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Table 2 Key epidemiological studies exploring associations between inorganic nitrate consumption and non-cancer related health outcomes

From: Dietary nitrate and population health: a narrative review of the translational potential of existing laboratory studies

Author, year Population Size Study Design Duration of Follow up (y) Nitrate Assessment Health Outcome Key Findings
Bahadoran et al., [99] 4920 Prospective (Tehran Lipid and Glucose Study) 5.8 FFQ Type 2 Diabetes (T2D) No significant association between NO3 intake and the risk of T2D in fully adjusted model
Kang et al. [100] Nurses’ Health Study (63,893 women)
Health Professionals Follow-up Study (41,094 men)
Prospective ~ 30 years for both FFQ Primary open-angle glaucoma (POAG) Higher dietary NO3 and green leafy vegetable intake was associated with a lower POAG risk, particularly POAG with early paracentral VF loss at diagnosis.
Mirmiran et al. [101] 1546 Prospective (Tehran Lipid and Glucose Study) 3 FFQ Chronic Kidney Disease (CKD) At baseline, higher intake of high-vegetable NO3 intake was associated with a 48% higher chance of having CKD (OR 1.48, 95% CI 1.05–2.13). After 3 years of follow-up, there was no significant association with the occurrence of CKD
Blekkenhorst et al. [102] 1227 Prospective (Perth Longitudinal Study of Aging in Women) 15 FFQ Atherosclerotic vascular disease (ASVD) mortality A high vegetable NO3 intake was associated with a lower risk of ASVD (HR: 0.79 95% CI: 0.68, 0.93, P = 0.004) and all-cause mortality (HR: 0.87 95% CI: 0.78, 0.97, P = 0.011)
Bondonno et al. [103] 1226 Prospective (Perth Longitudinal Study of Aging in Women) 14.5 FFQ CCA-IMT, plaque severity and risk of an ischemic cerebrovascular disease event Higher intake of vegetable NO3 was associated with 17% lower risk of cerebrovascular disease events (P = 0.02) and lower CCA-IMT (P = 0.002).
Gumanova et al. [104] 1087 Cross-sectional (Stress Aging and Health Study) Plasma NOx Diabetes type II, hyperthyroidism, coronary heart disease, gout and thrombosis/stroke, osteoporosis, cancer NOx over 44.7 μM were associated with increased prevalence of diabetes type II, hyperthyroidism, coronary heart disease, gout and thrombosis/stroke
Kuhnle et al. [105] 7598 Cross-sectional (EPIC Norfolk) Drinking water NO3 concentrations Blood pressure (BP) At low sulfate concentrations, NO3 was inversely associated with BP (− 4 mmHg in top quintile) whereas this was reversed at higher concentrations (+ 3 mmHg in top quintile)
Maas et al. [106] 2855 Prospective (Framingham Offspring Study) 17.3 Plasma NO3 All-cause mortality and incident CVD Plasma NO3 was weakly associated with an increased risk of death (HR, 1.16; 95%CI, 1.00–1.35 P = 0.057) but not with incident CVD
Smallwood et al. [107] 919 Cross-Sectional (InChianti) 24-h urinary NO3 Blood pressure Systolic blood pressure in the ≥2 mmol urinary NO3 excretion group was 3.9 (CI: − 7.1 to − 0.7) mm Hg lower than in the comparison < 1 mmol excretion group.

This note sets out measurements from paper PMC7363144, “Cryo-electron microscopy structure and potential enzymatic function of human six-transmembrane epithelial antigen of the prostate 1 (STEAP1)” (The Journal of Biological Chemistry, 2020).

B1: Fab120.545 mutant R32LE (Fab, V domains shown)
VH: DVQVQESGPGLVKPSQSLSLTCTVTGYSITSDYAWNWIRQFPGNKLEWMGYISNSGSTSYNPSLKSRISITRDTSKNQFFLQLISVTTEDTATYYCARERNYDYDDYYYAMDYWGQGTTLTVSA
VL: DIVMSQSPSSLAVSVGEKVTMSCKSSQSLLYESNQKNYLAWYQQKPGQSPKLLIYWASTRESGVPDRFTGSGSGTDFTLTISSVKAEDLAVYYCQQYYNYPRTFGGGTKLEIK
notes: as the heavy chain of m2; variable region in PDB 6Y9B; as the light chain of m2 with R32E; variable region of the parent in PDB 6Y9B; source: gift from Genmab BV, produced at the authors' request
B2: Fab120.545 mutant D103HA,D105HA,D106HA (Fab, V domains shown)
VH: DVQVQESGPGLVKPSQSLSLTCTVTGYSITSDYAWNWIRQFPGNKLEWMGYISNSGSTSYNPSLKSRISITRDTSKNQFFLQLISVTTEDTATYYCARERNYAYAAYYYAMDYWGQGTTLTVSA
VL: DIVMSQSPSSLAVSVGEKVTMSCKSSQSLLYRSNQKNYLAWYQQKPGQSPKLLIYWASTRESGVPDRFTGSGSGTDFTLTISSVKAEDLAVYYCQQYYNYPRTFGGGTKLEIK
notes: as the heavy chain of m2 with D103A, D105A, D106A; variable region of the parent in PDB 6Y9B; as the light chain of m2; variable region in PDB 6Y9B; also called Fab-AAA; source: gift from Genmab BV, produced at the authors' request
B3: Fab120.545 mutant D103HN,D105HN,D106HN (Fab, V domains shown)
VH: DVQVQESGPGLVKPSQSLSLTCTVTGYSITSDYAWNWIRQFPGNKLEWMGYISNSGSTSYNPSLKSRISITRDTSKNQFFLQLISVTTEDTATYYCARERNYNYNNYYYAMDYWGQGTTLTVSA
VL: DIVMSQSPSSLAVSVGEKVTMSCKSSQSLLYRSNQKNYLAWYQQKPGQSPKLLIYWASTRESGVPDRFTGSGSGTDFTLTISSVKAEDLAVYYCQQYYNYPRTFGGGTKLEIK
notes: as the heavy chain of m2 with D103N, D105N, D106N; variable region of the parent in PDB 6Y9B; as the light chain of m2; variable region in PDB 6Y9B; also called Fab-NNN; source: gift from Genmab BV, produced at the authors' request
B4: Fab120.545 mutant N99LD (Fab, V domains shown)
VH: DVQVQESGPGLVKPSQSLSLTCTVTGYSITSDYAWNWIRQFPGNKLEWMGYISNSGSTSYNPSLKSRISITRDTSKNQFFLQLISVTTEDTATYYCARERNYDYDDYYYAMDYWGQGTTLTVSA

Liu et al. [108] 2900 Prospective (Blue
Mountains Eye Study)
15 FFQ CVD mortality In multivariable-adjusted analysis, participants in quartile 4 [>  137.8 mg/d; HR 0.63 (95% CI 0.41, 0.95)] of vegetable NO3 intake had lower hazards for CVD mortality compared to participants in quartile 1 (<  69.5 mg/d)
Mendy et al. [109] 17,618 Prospective (NHANES) 4.3 Urinary NO3 in spot urine samples Hypertension and CVD prevalence and all-cause mortality 1-unit increase in log-transformed urinary NO3 was associated with a > 30% decrease in the odds of hypertension (odds ratio, 0.67; 95% confidence interval [CI], 0.55–0.81), stroke (OR, 0.61, 95% CI, 0.43–0.87) and cardiovascular mortality (HR, 0.44; 95% CI, 0.26–0.73)
Jackson et al. [110] 5324 Prospective (Australian Longitudinal Study on Women’s Health) 15 FFQ Incidence of self-reported CVD-related complications Women reporting higher total dietary NO3 intakes (Q4 > 78.2 mg/d) and vegetable NO3 intakes (Q4 > 64.4 mg/d) were 25 and 27% reduced risk of developing CVD-related complications, respectively.
Jackson et al. [111] Nurses’ Health Study and Health (62,535 women) Prospective 26 FFQ Coronary heart disease Dietary NO3 intake was not related to risk of CHD after adjustment for other lifestyle and non-vegetable dietary factors
Sim et al. [112] 1420 Cross-sectional (Perth Longitudinal Study of Aging in Women) FFQ Hand-grip strength and time up and go (TUG) Higher NO3 intake (31.2 mg/d) was associated with lower odds for weak grip strength (OR 0.84, 95% CI 0.74–0.95, P = 0.005) and slow TUG (OR 0.86, 95% CI 0.76–0.98, P = 0.021)
Riddell et al. [113] 2656 Prospective 1.5 Urinary
NO3 to creatinine ratio (uNCR)
Prediction of renal transplant rejection Overall uNCR was highly variable with no diagnostic threshold for kidney transplant rejection
Wu et al. [114] 2020 14,894 Cross-sectional (NHANES) Urinary NO3 in spot urine samples Congestive heart failure, coronary heart disease, angina pectoris, myocardial infarction Significant association between urinary NO3 and congestive heart failure (OR = 0.651, 95% CI 0.507–0.838, P < 0.001)
Pereira et al. [98] 1015 Cross-sectional (NHANES) Urinary NO3 in spot urine samples Cognitive function Urinary NO3 concentrations were not associated with cognitive performance on any of the cognitive tests.
  1. EPIC European Prospective Investigation of Cancer, FFQ Food Frequency Questionnaire, CCA-IMT Common Carotid Intimal Medial Thickness, NO3 Nitrate, NO2 nitrite, NOx Nitrate + Nitrite Concentration, CVD Cardiovascular Disease, OR Odds Ratio, HR Hazard Ratio, NHANES National Health and Nutrition Examination Survey, uNCR Urinary nitrate to creatinine ratio